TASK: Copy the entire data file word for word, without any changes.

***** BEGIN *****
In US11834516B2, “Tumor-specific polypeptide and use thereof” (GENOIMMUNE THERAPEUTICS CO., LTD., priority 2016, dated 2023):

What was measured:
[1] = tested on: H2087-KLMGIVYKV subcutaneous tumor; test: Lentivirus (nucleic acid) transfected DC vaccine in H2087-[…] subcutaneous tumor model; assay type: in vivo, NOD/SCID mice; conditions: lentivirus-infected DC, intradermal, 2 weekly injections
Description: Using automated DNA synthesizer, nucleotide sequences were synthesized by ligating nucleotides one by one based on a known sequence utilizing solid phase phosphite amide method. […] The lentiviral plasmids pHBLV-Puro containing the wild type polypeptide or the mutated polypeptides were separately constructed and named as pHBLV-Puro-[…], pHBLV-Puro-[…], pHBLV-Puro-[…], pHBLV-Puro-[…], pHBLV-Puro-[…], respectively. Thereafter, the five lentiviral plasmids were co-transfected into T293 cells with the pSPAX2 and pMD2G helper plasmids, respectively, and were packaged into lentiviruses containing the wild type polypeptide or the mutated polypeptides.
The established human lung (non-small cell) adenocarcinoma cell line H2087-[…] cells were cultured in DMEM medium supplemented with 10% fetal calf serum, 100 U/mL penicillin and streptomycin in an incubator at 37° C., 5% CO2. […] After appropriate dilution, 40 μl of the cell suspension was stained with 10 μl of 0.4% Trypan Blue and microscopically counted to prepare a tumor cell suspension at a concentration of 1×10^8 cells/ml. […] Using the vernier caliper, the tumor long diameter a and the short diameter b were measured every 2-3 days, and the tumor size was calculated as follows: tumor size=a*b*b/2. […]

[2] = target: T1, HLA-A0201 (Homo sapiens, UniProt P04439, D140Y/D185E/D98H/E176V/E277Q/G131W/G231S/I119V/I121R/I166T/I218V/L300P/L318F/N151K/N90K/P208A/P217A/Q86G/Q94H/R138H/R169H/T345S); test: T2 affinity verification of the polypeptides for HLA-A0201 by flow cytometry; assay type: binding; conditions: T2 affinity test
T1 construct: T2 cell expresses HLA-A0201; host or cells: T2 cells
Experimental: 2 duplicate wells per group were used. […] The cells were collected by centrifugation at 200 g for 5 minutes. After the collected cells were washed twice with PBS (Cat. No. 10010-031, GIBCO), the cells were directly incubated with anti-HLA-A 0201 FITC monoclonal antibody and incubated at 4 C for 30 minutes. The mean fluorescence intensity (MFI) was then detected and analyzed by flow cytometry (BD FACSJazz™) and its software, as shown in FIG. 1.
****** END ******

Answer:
In US11834516B2, “Tumor-specific polypeptide and use thereof” (GENOIMMUNE THERAPEUTICS CO., LTD., priority 2016, dated 2023):

What was measured:
[1] = tested on: H2087-KLMGIVYKV subcutaneous tumor; test: Lentivirus (nucleic acid) transfected DC vaccine in H2087-[…] subcutaneous tumor model; assay type: in vivo, NOD/SCID mice; conditions: lentivirus-infected DC, intradermal, 2 weekly injections
Description: Using automated DNA synthesizer, nucleotide sequences were synthesized by ligating nucleotides one by one based on a known sequence utilizing solid phase phosphite amide method. […] The lentiviral plasmids pHBLV-Puro containing the wild type polypeptide or the mutated polypeptides were separately constructed and named as pHBLV-Puro-[…], pHBLV-Puro-[…], pHBLV-Puro-[…], pHBLV-Puro-[…], pHBLV-Puro-[…], respectively. Thereafter, the five lentiviral plasmids were co-transfected into T293 cells with the pSPAX2 and pMD2G helper plasmids, respectively, and were packaged into lentiviruses containing the wild type polypeptide or the mutated polypeptides.
The established human lung (non-small cell) adenocarcinoma cell line H2087-[…] cells were cultured in DMEM medium supplemented with 10% fetal calf serum, 100 U/mL penicillin and streptomycin in an incubator at 37° C., 5% CO2. […] After appropriate dilution, 40 μl of the cell suspension was stained with 10 μl of 0.4% Trypan Blue and microscopically counted to prepare a tumor cell suspension at a concentration of 1×10^8 cells/ml. […] Using the vernier caliper, the tumor long diameter a and the short diameter b were measured every 2-3 days, and the tumor size was calculated as follows: tumor size=a*b*b/2. […]

[2] = target: T1, HLA-A0201 (Homo sapiens, UniProt P04439, D140Y/D185E/D98H/E176V/E277Q/G131W/G231S/I119V/I121R/I166T/I218V/L300P/L318F/N151K/N90K/P208A/P217A/Q86G/Q94H/R138H/R169H/T345S); test: T2 affinity verification of the polypeptides for HLA-A0201 by flow cytometry; assay type: binding; conditions: T2 affinity test
T1 construct: T2 cell expresses HLA-A0201; host or cells: T2 cells
Experimental: 2 duplicate wells per group were used. […] The cells were collected by centrifugation at 200 g for 5 minutes. After the collected cells were washed twice with PBS (Cat. No. 10010-031, GIBCO), the cells were directly incubated with anti-HLA-A 0201 FITC monoclonal antibody and incubated at 4 C for 30 minutes. The mean fluorescence intensity (MFI) was then detected and analyzed by flow cytometry (BD FACSJazz™) and its software, as shown in FIG. 1.